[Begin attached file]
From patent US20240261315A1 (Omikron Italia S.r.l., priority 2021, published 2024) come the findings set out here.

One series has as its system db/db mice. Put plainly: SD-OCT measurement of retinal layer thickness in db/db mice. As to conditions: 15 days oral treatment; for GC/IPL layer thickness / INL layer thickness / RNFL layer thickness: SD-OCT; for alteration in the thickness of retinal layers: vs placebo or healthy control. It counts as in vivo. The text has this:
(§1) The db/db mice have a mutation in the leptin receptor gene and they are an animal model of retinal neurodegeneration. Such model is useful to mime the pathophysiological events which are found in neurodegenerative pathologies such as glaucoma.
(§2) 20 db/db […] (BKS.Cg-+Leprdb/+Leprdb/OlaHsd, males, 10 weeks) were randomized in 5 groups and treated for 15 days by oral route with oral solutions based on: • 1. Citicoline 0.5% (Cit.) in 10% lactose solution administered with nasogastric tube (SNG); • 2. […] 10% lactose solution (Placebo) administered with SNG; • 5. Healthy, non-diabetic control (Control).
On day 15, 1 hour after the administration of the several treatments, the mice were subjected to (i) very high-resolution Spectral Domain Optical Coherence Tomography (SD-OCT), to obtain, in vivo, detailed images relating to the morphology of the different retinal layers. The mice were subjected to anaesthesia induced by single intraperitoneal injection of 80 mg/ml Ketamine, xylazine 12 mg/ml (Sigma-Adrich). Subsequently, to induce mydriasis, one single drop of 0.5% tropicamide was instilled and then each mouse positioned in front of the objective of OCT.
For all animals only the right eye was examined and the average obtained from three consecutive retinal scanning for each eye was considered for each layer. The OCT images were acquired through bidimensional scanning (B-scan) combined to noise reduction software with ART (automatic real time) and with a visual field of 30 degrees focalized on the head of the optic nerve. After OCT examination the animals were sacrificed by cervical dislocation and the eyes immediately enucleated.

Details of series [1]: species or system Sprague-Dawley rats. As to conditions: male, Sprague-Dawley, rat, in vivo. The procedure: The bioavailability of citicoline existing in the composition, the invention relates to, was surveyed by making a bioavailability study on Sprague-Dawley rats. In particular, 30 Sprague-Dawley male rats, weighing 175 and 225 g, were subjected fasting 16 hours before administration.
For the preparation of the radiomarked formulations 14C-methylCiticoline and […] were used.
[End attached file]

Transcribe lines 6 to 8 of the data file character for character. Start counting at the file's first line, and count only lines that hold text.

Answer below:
For all animals only the right eye was examined and the average obtained from three consecutive retinal scanning for each eye was considered for each layer. The OCT images were acquired through bidimensional scanning (B-scan) combined to noise reduction software with ART (automatic real time) and with a visual field of 30 degrees focalized on the head of the optic nerve. After OCT examination the animals were sacrificed by cervical dislocation and the eyes immediately enucleated.

Details of series [1]: species or system Sprague-Dawley rats. As to conditions: male, Sprague-Dawley, rat, in vivo. The procedure: The bioavailability of citicoline existing in the composition, the invention relates to, was surveyed by making a bioavailability study on Sprague-Dawley rats. In particular, 30 Sprague-Dawley male rats, weighing 175 and 225 g, were subjected fasting 16 hours before administration.
For the preparation of the radiomarked formulations 14C-methylCiticoline and […] were used.